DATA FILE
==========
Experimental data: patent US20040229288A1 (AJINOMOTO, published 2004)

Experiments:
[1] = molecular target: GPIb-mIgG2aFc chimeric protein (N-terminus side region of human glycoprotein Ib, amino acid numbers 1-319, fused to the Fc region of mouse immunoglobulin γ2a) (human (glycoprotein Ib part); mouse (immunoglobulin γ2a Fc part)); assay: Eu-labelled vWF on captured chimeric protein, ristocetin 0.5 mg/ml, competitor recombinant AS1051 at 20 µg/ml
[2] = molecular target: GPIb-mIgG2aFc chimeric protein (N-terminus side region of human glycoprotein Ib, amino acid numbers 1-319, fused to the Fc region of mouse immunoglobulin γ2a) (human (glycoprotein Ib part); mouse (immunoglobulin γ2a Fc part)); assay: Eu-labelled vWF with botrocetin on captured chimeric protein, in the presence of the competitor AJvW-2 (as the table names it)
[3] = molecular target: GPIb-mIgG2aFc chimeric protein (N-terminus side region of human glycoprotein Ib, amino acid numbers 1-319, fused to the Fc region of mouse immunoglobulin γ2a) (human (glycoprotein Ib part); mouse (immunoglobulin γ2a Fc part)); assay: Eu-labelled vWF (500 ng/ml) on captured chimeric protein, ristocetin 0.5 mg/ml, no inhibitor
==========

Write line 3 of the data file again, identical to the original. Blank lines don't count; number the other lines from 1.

[1] = molecular target: GPIb-mIgG2aFc chimeric protein (N-terminus side region of human glycoprotein Ib, amino acid numbers 1-319, fused to the Fc region of mouse immunoglobulin γ2a) (human (glycoprotein Ib part); mouse (immunoglobulin γ2a Fc part)); assay: Eu-labelled vWF on captured chimeric protein, ristocetin 0.5 mg/ml, competitor recombinant AS1051 at 20 µg/ml